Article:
NOLTE, NICK (b. 1942)
Born in Omaha, Nebraska, on February 8, 1941, Nick Nolte was a star athlete in high school who won a football scholarship to Arizona State University. Over the next several years he drifted in and out of numerous college programs before abandoning plans for a professional football career.
While studying at the Pasadena Playhouse, Nolte came to the attention of a drama coach who encouraged him to study at Stella Adler's Academy. Believing that the coasts were over-populated with talented actors, Nolte sought opportunities to develop his acting skills with various regional theater companies. He worked for more than a decade with companies in Denver, Chicago, and Minneapolis. After a few minor television roles in the early 1970s, Nolte landed the pivotal role of his career (Rich Man, Poor Man, ABC ), which garnered him an Emmy nomination.
Hollywood noticed his phenomenal audience appeal, and Nolte began regular film work. Although much in demand as a romantic lead (The Deep, 1977; Prince of Tides, 1991), Nick Nolte has almost always shunned purely commercial fare in favor of roles that examine the darker, more troubling elements of the human spirit. As a result, he is more often seen as a complex and often threatening antagonist (Q&A, 1990) than a romantic leading man. Even his more romantic turns (as in Afterglow, 1997) examine a tortured psyche with enormous depth and realism.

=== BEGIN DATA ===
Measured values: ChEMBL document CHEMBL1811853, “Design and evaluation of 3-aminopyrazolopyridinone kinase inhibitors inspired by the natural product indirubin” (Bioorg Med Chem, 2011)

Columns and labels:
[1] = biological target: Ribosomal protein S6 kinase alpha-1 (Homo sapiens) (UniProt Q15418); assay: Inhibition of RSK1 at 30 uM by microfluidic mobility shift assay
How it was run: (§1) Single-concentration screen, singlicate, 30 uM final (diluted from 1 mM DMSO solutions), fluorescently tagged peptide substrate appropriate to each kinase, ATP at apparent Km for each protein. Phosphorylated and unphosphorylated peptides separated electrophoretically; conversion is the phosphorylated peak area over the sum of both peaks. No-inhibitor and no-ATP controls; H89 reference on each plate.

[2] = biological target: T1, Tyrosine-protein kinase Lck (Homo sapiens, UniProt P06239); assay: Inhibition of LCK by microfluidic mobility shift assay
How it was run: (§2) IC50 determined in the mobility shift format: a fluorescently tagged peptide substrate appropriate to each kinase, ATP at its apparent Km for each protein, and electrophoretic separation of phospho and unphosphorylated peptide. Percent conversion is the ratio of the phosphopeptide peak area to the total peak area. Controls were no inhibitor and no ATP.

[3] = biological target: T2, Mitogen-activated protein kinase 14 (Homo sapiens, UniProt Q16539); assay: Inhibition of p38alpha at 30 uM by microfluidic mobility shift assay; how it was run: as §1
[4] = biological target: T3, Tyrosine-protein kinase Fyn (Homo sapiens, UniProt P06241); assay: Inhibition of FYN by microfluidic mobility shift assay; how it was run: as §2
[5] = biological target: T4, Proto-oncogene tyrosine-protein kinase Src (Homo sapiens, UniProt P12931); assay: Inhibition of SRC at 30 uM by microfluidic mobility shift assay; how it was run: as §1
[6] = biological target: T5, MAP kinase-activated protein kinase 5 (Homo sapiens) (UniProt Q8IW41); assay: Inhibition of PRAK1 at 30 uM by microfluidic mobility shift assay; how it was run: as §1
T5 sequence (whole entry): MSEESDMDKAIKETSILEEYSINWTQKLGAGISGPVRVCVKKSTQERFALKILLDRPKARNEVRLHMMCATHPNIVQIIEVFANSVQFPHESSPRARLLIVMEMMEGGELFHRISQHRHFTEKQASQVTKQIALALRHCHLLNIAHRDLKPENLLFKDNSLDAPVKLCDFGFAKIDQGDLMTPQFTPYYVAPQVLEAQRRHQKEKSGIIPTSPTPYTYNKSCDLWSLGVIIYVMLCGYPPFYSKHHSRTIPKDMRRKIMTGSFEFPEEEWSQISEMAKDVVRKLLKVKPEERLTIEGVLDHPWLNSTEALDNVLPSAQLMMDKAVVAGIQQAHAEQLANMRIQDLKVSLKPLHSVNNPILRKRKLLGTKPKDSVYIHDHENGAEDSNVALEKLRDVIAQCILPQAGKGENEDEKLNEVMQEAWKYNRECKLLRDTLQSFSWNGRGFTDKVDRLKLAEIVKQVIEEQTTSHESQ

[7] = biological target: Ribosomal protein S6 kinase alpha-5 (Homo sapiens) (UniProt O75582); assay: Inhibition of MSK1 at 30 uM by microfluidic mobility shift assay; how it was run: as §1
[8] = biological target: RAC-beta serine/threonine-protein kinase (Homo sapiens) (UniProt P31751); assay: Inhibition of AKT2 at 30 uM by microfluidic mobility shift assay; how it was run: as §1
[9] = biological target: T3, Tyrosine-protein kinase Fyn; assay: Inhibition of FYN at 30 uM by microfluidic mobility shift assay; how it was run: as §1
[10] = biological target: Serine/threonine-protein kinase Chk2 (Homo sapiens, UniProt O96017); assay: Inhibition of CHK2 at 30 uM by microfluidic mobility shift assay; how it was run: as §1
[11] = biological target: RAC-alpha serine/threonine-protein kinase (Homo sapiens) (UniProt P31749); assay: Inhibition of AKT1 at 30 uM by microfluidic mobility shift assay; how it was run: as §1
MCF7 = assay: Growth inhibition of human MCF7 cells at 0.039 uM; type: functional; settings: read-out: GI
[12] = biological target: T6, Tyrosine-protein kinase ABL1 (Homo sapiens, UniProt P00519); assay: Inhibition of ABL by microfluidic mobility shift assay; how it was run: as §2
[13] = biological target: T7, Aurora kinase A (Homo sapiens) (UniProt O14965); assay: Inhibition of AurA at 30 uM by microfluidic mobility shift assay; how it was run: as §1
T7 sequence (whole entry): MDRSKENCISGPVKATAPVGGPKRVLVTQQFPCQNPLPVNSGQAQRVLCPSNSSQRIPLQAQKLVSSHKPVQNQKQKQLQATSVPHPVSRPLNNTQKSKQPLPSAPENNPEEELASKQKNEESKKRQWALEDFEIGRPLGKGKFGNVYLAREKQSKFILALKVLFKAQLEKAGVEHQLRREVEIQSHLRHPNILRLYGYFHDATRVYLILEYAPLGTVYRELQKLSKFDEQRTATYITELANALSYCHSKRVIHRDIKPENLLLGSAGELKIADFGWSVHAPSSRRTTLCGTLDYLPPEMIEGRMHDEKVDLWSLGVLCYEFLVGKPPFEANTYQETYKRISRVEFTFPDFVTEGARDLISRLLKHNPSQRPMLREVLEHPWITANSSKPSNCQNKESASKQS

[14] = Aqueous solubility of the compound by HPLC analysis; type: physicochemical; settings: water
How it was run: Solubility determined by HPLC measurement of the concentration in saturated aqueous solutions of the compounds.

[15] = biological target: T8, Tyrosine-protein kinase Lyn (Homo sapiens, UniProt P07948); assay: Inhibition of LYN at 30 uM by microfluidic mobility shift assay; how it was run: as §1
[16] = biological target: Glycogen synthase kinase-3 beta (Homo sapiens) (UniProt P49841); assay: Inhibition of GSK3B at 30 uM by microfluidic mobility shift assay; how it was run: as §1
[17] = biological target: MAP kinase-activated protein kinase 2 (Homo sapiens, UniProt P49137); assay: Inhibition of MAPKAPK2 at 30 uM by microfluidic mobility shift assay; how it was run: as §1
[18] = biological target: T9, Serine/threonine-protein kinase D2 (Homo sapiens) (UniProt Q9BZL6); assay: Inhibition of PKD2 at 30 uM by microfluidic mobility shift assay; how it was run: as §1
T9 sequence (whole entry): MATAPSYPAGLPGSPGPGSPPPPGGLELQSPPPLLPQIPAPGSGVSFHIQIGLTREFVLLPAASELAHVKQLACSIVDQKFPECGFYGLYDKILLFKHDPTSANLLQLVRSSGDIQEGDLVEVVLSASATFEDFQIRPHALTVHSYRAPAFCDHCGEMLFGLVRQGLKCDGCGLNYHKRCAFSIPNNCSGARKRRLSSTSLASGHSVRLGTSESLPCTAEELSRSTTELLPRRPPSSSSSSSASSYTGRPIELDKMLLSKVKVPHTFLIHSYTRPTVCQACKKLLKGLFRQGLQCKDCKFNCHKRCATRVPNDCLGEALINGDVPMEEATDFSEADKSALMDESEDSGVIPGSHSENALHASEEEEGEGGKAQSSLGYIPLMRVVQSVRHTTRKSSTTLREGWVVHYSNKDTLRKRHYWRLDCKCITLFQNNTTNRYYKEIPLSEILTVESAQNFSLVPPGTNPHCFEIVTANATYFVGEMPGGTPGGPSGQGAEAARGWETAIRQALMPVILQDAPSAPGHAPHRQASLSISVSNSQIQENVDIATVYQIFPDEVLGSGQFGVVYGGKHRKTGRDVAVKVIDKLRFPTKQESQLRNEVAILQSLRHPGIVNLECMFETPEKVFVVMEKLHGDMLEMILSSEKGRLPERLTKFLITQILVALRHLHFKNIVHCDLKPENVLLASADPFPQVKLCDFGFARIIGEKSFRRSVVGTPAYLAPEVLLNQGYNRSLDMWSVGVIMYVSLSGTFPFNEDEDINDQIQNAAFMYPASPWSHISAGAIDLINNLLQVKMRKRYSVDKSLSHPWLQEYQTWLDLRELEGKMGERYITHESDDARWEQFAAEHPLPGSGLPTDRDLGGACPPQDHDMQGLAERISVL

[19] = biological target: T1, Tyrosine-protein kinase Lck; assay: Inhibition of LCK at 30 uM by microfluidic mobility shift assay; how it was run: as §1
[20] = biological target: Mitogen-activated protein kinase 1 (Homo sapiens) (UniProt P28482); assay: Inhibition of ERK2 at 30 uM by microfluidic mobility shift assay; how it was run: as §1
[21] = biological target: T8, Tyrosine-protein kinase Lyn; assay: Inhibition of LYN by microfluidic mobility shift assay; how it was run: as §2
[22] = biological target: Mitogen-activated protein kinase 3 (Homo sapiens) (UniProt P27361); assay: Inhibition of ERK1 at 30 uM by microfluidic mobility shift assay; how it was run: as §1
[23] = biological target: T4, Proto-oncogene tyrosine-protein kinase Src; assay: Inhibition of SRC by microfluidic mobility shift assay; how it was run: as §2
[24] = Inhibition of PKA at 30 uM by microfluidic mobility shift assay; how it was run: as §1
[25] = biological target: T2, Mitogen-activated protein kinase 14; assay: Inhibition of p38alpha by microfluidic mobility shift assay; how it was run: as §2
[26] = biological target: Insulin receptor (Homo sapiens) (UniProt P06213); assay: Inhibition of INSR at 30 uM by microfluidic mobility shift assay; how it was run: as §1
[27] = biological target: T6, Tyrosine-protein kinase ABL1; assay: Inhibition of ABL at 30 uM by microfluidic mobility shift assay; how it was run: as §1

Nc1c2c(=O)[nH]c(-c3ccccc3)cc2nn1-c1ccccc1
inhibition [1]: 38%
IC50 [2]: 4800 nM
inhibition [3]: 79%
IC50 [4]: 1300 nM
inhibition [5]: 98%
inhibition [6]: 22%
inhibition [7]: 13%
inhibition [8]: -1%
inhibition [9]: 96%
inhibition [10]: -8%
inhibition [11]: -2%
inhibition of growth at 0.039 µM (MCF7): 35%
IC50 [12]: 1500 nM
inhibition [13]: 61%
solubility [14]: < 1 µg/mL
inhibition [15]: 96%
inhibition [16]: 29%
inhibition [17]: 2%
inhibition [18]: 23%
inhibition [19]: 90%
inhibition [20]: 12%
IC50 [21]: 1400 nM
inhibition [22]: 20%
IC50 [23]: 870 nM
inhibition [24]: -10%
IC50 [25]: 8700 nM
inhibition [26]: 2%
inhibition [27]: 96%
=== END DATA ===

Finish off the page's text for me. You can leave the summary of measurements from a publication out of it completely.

One of the most physically intense and emotionally eloquent contemporary American actors, Nolte continues to produce critically acclaimed performances (Affliction, 1998; The Thin Red Line, 1999).
Karen L. Durst University of Nebraska-Lincoln
Katz, Ephraim. The Film Encyclopedia. 3rd ed. New York: HarperPerennial, 1998.
Macnab, Geoffrey. "Saint Nick." Sight and Sound 8 (1998): 6-8.